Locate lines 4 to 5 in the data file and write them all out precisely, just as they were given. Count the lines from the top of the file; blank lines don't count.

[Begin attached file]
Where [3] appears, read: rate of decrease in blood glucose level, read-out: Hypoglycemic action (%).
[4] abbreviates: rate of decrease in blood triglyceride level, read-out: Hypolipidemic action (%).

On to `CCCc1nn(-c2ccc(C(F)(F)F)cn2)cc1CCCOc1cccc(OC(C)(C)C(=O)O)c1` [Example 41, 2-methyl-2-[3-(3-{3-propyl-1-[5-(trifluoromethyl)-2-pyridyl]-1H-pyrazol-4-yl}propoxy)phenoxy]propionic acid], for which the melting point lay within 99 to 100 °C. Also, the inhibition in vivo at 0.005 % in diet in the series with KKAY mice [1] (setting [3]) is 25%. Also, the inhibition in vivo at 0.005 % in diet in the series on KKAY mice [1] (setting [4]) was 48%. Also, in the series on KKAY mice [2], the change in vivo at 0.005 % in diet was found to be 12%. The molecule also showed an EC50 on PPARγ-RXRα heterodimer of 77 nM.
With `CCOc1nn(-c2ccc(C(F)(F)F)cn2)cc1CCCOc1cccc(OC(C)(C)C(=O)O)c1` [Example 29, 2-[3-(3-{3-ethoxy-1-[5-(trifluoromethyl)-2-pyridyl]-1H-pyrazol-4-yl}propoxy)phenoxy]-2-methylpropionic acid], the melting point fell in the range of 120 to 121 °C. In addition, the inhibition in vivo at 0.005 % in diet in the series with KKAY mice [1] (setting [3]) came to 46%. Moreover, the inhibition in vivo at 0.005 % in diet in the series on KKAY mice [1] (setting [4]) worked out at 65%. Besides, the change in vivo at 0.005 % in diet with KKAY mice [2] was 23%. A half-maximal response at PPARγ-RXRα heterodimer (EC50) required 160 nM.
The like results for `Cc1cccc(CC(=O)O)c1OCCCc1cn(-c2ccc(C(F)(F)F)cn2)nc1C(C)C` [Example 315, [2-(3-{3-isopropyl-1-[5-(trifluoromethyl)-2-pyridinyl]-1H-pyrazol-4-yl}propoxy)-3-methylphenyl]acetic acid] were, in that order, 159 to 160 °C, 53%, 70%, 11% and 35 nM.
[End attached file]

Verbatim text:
With `CCOc1nn(-c2ccc(C(F)(F)F)cn2)cc1CCCOc1cccc(OC(C)(C)C(=O)O)c1` [Example 29, 2-[3-(3-{3-ethoxy-1-[5-(trifluoromethyl)-2-pyridyl]-1H-pyrazol-4-yl}propoxy)phenoxy]-2-methylpropionic acid], the melting point fell in the range of 120 to 121 °C. In addition, the inhibition in vivo at 0.005 % in diet in the series with KKAY mice [1] (setting [3]) came to 46%. Moreover, the inhibition in vivo at 0.005 % in diet in the series on KKAY mice [1] (setting [4]) worked out at 65%. Besides, the change in vivo at 0.005 % in diet with KKAY mice [2] was 23%. A half-maximal response at PPARγ-RXRα heterodimer (EC50) required 160 nM.
The like results for `Cc1cccc(CC(=O)O)c1OCCCc1cn(-c2ccc(C(F)(F)F)cn2)nc1C(C)C` [Example 315, [2-(3-{3-isopropyl-1-[5-(trifluoromethyl)-2-pyridinyl]-1H-pyrazol-4-yl}propoxy)-3-methylphenyl]acetic acid] were, in that order, 159 to 160 °C, 53%, 70%, 11% and 35 nM.